Magazine article Newsweek International

Periscope

Magazine article Newsweek International

Periscope

Article excerpt

Spain took a stand against terrorism last week, after a recent car- bombing killed a Supreme Court judge, his driver and his bodyguard. Attributed to the Basque separatist group ETA, the murders were the last straw for the 200,000 citizens who marched through the streets of Madrid last Tuesday, chanting: "ETA no." But can the people pull the politicians together? Gorka Agirre, a member of the Basque Nationalist Party, spoke to NEWSWEEK of "very bad relations with the government in Madrid," but added that ETA's tactics don't "resolve anything." And even Euskal Herritarrok, seen as ETA's political wing, seemed to be tiring of the terrorism, as some Basque councilors condemned the attack as "savage." But just over 24 hours after the Madrid march, most of the councilors retracted their statements and another carbomb exploded in Barcelona, injuring two men. The people have spoken out against the violence --but it doesn't sound like the terrorists have heard them.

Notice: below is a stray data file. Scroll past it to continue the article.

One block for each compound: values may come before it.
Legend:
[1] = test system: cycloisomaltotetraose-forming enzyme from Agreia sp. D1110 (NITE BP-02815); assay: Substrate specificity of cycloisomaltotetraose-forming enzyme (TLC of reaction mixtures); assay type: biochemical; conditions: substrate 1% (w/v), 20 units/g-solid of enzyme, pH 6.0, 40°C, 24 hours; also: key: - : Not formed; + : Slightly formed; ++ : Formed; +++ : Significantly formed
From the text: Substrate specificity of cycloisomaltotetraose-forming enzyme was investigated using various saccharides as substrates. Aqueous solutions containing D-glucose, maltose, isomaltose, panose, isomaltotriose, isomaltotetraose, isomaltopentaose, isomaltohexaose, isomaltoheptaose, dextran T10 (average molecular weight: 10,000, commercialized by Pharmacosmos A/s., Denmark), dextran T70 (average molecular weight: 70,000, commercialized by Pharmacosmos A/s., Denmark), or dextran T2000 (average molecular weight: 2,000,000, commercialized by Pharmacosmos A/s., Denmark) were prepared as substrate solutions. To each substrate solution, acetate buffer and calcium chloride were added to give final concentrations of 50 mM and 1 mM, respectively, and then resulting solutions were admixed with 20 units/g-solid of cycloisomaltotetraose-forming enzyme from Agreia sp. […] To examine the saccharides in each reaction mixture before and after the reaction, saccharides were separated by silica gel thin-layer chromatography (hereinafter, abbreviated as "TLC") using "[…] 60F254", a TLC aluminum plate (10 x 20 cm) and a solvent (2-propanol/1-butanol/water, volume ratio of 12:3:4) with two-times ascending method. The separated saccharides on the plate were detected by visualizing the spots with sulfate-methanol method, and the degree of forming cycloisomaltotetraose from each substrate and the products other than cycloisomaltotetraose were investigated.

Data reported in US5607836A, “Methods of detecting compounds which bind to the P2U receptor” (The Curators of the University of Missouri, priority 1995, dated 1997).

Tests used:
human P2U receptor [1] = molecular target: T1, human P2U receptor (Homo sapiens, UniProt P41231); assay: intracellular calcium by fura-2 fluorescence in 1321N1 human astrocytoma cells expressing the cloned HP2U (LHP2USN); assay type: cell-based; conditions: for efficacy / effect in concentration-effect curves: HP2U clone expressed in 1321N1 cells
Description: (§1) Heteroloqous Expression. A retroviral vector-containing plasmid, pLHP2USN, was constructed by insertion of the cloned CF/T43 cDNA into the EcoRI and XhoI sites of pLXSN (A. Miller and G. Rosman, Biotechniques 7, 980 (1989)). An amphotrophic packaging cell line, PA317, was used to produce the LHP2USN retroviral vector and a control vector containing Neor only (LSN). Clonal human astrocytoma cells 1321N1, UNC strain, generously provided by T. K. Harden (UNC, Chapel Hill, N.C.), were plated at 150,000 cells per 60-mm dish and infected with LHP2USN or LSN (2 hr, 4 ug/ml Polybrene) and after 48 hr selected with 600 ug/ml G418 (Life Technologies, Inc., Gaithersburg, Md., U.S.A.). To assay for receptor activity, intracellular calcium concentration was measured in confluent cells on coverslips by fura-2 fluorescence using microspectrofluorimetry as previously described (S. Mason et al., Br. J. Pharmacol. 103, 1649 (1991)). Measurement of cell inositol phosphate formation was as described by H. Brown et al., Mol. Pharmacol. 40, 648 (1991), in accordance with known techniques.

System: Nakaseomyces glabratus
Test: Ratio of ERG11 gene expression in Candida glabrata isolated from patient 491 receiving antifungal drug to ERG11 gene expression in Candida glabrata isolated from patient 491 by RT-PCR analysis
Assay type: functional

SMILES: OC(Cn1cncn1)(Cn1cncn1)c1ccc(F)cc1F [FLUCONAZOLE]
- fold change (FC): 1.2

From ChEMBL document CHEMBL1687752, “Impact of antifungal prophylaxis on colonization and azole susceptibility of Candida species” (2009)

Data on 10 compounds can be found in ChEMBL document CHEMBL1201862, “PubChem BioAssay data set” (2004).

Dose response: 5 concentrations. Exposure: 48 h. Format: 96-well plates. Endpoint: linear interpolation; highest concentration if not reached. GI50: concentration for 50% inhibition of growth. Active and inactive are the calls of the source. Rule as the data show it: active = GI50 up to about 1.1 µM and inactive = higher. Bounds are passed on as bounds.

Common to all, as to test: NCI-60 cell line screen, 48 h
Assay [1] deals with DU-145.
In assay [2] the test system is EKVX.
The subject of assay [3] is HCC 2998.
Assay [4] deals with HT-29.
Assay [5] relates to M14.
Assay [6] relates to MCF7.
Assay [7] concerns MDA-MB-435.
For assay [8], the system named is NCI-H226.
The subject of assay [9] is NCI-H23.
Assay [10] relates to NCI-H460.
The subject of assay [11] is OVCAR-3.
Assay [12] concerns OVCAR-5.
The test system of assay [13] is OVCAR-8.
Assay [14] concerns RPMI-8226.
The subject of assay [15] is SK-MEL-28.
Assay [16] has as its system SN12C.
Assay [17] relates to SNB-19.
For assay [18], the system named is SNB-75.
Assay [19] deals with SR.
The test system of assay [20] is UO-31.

PHILIPPINES

Home Alone

Philippines president Joseph Estrada's hold on power became even shakier last week. First his senior economic advisers--the four "wise men"--resigned to affirm "the loss of faith of the business community in Estrada," says a source close to an adviser. Then Trade and Industry Secretary Manuel Roxas left the cabinet. Senate President Frank Drilon and House Speaker Manuel Villar bolted from the ruling party. The House now has enough votes to move the impeachment complaint against Estrada, who allegedly accepted $11 million in payoffs from illegal gambling and tobacco taxes, to the Senate. …

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